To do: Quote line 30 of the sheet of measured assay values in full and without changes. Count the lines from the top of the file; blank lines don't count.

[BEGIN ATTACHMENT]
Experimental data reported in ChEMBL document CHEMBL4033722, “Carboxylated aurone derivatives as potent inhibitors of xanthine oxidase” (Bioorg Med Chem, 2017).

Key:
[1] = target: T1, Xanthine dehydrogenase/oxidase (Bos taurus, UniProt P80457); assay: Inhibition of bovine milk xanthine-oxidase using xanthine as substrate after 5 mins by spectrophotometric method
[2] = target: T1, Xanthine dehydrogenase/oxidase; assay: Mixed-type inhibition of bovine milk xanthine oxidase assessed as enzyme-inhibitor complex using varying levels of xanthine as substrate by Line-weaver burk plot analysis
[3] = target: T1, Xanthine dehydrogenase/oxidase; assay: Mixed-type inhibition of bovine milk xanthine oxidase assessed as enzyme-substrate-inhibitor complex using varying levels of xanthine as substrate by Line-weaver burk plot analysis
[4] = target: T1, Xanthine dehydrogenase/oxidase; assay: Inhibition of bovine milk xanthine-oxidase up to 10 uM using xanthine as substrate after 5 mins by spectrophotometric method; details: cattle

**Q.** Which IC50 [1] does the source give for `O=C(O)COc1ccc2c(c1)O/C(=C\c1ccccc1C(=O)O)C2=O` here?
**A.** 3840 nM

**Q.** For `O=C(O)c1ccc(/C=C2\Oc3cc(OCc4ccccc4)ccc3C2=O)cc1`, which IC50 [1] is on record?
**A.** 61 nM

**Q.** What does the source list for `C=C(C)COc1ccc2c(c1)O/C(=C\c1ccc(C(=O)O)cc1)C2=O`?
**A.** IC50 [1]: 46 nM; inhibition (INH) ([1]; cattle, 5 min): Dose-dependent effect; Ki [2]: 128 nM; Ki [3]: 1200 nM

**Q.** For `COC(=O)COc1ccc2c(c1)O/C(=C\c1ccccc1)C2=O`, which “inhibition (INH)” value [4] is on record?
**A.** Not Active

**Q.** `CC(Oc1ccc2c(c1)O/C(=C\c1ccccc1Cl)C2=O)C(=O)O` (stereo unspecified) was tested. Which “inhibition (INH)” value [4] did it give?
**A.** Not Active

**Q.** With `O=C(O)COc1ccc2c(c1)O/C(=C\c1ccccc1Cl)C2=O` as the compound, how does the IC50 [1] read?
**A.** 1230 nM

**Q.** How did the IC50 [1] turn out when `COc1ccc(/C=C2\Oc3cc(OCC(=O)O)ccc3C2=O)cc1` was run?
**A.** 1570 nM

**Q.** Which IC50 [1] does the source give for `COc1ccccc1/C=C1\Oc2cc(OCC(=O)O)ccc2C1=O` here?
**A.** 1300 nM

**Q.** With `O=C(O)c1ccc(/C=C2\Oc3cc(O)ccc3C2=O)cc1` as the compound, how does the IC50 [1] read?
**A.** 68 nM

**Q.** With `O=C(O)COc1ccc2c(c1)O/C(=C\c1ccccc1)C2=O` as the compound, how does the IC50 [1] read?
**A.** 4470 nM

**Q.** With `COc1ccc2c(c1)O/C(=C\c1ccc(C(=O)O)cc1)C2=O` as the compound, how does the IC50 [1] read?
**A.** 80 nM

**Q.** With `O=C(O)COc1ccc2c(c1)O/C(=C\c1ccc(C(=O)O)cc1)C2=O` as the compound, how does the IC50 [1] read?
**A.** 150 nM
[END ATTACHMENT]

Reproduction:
**A.** 150 nM